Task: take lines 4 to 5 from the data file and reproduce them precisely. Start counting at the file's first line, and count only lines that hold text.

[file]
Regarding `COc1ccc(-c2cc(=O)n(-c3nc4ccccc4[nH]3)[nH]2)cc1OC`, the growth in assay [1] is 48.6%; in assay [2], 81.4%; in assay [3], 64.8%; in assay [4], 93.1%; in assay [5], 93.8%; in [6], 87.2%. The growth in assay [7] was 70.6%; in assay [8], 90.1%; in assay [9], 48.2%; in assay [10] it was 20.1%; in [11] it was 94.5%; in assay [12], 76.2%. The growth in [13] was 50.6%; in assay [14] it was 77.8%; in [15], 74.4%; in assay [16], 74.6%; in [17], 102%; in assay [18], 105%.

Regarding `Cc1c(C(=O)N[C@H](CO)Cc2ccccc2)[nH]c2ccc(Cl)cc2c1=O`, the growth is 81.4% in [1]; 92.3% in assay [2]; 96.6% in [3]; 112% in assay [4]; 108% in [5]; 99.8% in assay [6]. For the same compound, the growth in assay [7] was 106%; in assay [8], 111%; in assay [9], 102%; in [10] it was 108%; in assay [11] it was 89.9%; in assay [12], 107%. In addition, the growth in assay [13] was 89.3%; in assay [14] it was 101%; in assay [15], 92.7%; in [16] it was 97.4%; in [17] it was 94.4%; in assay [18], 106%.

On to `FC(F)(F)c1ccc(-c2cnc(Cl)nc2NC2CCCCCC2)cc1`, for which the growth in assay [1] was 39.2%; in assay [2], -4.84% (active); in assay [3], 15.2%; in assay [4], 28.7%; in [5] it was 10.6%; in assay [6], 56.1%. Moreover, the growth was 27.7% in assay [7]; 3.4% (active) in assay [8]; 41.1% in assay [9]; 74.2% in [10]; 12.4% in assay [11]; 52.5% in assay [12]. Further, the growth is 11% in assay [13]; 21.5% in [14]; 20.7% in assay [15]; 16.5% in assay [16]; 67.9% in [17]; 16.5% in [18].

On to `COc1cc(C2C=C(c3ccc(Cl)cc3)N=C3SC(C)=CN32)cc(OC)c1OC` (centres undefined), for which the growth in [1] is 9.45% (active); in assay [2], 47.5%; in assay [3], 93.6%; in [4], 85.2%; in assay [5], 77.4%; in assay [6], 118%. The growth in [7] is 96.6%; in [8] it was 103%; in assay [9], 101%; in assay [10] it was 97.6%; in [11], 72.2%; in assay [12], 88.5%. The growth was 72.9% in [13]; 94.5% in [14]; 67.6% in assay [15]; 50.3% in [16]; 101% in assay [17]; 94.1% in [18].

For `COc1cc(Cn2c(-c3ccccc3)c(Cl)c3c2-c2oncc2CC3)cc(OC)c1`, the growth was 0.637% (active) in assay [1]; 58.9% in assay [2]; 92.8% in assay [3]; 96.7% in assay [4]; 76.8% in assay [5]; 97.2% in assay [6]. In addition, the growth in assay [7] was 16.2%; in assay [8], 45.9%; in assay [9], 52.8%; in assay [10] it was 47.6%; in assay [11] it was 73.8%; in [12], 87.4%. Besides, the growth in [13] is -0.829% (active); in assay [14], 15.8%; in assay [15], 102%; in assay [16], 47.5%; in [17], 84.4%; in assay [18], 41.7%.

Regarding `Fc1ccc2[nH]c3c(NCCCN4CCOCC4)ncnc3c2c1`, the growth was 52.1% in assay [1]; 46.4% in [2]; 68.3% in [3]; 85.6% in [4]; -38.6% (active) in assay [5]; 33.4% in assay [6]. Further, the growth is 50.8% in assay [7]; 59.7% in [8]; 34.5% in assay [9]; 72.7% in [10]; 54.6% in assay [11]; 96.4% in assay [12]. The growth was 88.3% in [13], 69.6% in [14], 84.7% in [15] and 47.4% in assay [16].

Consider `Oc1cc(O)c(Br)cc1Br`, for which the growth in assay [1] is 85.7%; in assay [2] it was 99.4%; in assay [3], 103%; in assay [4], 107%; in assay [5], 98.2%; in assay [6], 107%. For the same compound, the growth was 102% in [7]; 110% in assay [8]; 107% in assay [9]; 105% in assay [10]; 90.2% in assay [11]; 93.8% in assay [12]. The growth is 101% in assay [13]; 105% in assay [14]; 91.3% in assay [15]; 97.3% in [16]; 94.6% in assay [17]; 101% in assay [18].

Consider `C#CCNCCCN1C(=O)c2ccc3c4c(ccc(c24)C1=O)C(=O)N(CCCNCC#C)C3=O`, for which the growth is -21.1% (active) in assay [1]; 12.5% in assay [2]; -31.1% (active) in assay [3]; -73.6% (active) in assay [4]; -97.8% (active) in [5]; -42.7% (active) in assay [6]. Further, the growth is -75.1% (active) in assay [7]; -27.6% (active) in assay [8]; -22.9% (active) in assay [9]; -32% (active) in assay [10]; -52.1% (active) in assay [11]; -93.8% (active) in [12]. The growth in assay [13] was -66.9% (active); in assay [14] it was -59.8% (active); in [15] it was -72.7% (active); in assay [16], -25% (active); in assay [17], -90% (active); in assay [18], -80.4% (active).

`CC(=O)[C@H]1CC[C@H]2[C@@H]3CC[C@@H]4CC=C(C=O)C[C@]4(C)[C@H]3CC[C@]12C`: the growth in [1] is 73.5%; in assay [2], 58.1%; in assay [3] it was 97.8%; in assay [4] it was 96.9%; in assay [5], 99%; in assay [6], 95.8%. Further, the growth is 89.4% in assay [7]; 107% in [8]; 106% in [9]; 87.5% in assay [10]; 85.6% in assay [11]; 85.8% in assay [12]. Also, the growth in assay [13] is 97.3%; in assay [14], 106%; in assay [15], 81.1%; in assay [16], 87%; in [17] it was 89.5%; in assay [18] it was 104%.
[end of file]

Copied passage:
On to `COc1cc(C2C=C(c3ccc(Cl)cc3)N=C3SC(C)=CN32)cc(OC)c1OC` (centres undefined), for which the growth in [1] is 9.45% (active); in assay [2], 47.5%; in assay [3], 93.6%; in [4], 85.2%; in assay [5], 77.4%; in assay [6], 118%. The growth in [7] is 96.6%; in [8] it was 103%; in assay [9], 101%; in assay [10] it was 97.6%; in [11], 72.2%; in assay [12], 88.5%. The growth was 72.9% in [13]; 94.5% in [14]; 67.6% in assay [15]; 50.3% in [16]; 101% in assay [17]; 94.1% in [18].

For `COc1cc(Cn2c(-c3ccccc3)c(Cl)c3c2-c2oncc2CC3)cc(OC)c1`, the growth was 0.637% (active) in assay [1]; 58.9% in assay [2]; 92.8% in assay [3]; 96.7% in assay [4]; 76.8% in assay [5]; 97.2% in assay [6]. In addition, the growth in assay [7] was 16.2%; in assay [8], 45.9%; in assay [9], 52.8%; in assay [10] it was 47.6%; in assay [11] it was 73.8%; in [12], 87.4%. Besides, the growth in [13] is -0.829% (active); in assay [14], 15.8%; in assay [15], 102%; in assay [16], 47.5%; in [17], 84.4%; in assay [18], 41.7%.